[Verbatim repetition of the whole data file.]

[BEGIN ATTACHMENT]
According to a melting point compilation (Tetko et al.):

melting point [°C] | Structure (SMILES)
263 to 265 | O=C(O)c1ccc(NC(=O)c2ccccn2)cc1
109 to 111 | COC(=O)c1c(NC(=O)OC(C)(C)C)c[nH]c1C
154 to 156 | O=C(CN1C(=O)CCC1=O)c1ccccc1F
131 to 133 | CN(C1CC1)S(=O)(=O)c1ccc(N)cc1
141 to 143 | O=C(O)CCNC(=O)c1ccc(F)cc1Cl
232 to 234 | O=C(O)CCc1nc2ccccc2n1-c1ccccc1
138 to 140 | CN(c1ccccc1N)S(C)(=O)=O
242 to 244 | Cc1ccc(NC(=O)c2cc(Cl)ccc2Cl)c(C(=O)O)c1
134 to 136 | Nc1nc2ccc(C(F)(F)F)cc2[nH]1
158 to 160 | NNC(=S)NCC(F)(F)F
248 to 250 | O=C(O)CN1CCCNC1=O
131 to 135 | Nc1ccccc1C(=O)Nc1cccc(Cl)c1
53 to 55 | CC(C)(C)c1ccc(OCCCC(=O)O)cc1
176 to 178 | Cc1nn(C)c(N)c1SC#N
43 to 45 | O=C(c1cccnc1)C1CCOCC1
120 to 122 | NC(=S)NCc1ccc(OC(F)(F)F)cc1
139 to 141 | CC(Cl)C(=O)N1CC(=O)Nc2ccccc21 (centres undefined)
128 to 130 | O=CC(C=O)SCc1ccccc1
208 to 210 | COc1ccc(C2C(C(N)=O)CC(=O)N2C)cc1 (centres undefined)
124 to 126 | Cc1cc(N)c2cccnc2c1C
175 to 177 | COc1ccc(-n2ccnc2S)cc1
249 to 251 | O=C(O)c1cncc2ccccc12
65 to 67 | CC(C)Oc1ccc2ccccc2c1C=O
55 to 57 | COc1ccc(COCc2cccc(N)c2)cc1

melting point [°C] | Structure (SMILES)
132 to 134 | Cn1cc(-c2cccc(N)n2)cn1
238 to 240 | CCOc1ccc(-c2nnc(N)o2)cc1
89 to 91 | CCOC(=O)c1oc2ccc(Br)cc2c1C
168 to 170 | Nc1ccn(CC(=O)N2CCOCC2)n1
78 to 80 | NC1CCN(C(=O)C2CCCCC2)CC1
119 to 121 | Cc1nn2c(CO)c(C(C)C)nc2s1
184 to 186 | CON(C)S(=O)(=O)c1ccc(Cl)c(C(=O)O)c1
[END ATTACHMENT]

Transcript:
According to a melting point compilation (Tetko et al.):

melting point [°C] | Structure (SMILES)
263 to 265 | O=C(O)c1ccc(NC(=O)c2ccccn2)cc1
109 to 111 | COC(=O)c1c(NC(=O)OC(C)(C)C)c[nH]c1C
154 to 156 | O=C(CN1C(=O)CCC1=O)c1ccccc1F
131 to 133 | CN(C1CC1)S(=O)(=O)c1ccc(N)cc1
141 to 143 | O=C(O)CCNC(=O)c1ccc(F)cc1Cl
232 to 234 | O=C(O)CCc1nc2ccccc2n1-c1ccccc1
138 to 140 | CN(c1ccccc1N)S(C)(=O)=O
242 to 244 | Cc1ccc(NC(=O)c2cc(Cl)ccc2Cl)c(C(=O)O)c1
134 to 136 | Nc1nc2ccc(C(F)(F)F)cc2[nH]1
158 to 160 | NNC(=S)NCC(F)(F)F
248 to 250 | O=C(O)CN1CCCNC1=O
131 to 135 | Nc1ccccc1C(=O)Nc1cccc(Cl)c1
53 to 55 | CC(C)(C)c1ccc(OCCCC(=O)O)cc1
176 to 178 | Cc1nn(C)c(N)c1SC#N
43 to 45 | O=C(c1cccnc1)C1CCOCC1
120 to 122 | NC(=S)NCc1ccc(OC(F)(F)F)cc1
139 to 141 | CC(Cl)C(=O)N1CC(=O)Nc2ccccc21 (centres undefined)
128 to 130 | O=CC(C=O)SCc1ccccc1
208 to 210 | COc1ccc(C2C(C(N)=O)CC(=O)N2C)cc1 (centres undefined)
124 to 126 | Cc1cc(N)c2cccnc2c1C
175 to 177 | COc1ccc(-n2ccnc2S)cc1
249 to 251 | O=C(O)c1cncc2ccccc12
65 to 67 | CC(C)Oc1ccc2ccccc2c1C=O
55 to 57 | COc1ccc(COCc2cccc(N)c2)cc1

melting point [°C] | Structure (SMILES)
132 to 134 | Cn1cc(-c2cccc(N)n2)cn1
238 to 240 | CCOc1ccc(-c2nnc(N)o2)cc1
89 to 91 | CCOC(=O)c1oc2ccc(Br)cc2c1C
168 to 170 | Nc1ccn(CC(=O)N2CCOCC2)n1
78 to 80 | NC1CCN(C(=O)C2CCCCC2)CC1
119 to 121 | Cc1nn2c(CO)c(C(C)C)nc2s1
184 to 186 | CON(C)S(=O)(=O)c1ccc(Cl)c(C(=O)O)c1